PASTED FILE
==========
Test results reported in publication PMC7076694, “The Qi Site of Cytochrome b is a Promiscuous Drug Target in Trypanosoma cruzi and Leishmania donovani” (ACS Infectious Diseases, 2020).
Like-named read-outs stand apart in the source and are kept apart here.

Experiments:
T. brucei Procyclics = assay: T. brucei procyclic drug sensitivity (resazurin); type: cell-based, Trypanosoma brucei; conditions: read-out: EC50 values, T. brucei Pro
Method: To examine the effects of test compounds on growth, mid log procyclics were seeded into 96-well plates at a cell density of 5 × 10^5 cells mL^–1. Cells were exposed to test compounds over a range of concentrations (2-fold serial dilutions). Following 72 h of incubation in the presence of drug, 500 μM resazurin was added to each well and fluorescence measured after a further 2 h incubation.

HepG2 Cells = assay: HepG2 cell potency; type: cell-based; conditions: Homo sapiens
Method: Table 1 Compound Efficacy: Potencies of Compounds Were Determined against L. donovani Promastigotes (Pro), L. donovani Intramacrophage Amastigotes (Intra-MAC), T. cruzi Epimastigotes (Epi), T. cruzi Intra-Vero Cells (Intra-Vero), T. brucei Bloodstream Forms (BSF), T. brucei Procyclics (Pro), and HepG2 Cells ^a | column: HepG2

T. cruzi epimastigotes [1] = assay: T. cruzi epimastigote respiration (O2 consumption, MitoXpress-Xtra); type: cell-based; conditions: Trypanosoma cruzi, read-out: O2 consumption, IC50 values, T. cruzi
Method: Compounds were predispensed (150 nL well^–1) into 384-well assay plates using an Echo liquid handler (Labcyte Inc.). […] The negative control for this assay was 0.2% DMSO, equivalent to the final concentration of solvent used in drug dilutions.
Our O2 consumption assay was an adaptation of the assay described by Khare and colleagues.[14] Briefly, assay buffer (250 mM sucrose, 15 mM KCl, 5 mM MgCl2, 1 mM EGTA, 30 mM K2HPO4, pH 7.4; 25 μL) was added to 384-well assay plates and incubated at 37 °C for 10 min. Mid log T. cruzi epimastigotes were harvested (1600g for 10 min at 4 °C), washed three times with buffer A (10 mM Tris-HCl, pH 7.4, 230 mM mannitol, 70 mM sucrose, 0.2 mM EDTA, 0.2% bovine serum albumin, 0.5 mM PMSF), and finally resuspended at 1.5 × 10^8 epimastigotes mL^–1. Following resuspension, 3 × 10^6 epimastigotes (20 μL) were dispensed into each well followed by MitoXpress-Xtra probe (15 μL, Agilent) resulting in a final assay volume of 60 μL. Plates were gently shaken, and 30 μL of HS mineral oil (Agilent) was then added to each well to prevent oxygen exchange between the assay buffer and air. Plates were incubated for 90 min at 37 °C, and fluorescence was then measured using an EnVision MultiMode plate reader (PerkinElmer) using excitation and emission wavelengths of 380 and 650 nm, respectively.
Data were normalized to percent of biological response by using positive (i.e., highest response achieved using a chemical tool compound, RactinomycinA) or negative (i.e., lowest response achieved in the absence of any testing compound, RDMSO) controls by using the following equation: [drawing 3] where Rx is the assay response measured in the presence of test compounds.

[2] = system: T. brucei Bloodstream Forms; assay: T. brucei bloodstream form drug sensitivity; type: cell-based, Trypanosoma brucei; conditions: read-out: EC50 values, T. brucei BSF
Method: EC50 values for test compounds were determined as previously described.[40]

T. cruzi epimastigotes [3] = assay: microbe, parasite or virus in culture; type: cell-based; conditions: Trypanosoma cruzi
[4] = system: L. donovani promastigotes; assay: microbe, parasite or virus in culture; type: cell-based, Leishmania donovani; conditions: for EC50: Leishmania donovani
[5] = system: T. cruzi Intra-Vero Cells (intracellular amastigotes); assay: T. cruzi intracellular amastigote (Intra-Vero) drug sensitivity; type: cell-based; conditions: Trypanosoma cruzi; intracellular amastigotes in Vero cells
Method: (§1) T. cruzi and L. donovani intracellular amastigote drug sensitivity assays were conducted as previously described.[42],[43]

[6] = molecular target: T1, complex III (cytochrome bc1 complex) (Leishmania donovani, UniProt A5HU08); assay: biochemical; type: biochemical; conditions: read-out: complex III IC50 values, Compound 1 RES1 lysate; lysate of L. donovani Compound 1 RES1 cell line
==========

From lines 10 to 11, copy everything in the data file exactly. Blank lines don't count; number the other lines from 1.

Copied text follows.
Our O2 consumption assay was an adaptation of the assay described by Khare and colleagues.[14] Briefly, assay buffer (250 mM sucrose, 15 mM KCl, 5 mM MgCl2, 1 mM EGTA, 30 mM K2HPO4, pH 7.4; 25 μL) was added to 384-well assay plates and incubated at 37 °C for 10 min. Mid log T. cruzi epimastigotes were harvested (1600g for 10 min at 4 °C), washed three times with buffer A (10 mM Tris-HCl, pH 7.4, 230 mM mannitol, 70 mM sucrose, 0.2 mM EDTA, 0.2% bovine serum albumin, 0.5 mM PMSF), and finally resuspended at 1.5 × 10^8 epimastigotes mL^–1. Following resuspension, 3 × 10^6 epimastigotes (20 μL) were dispensed into each well followed by MitoXpress-Xtra probe (15 μL, Agilent) resulting in a final assay volume of 60 μL. Plates were gently shaken, and 30 μL of HS mineral oil (Agilent) was then added to each well to prevent oxygen exchange between the assay buffer and air. Plates were incubated for 90 min at 37 °C, and fluorescence was then measured using an EnVision MultiMode plate reader (PerkinElmer) using excitation and emission wavelengths of 380 and 650 nm, respectively.
Data were normalized to percent of biological response by using positive (i.e., highest response achieved using a chemical tool compound, RactinomycinA) or negative (i.e., lowest response achieved in the absence of any testing compound, RDMSO) controls by using the following equation: [drawing 3] where Rx is the assay response measured in the presence of test compounds.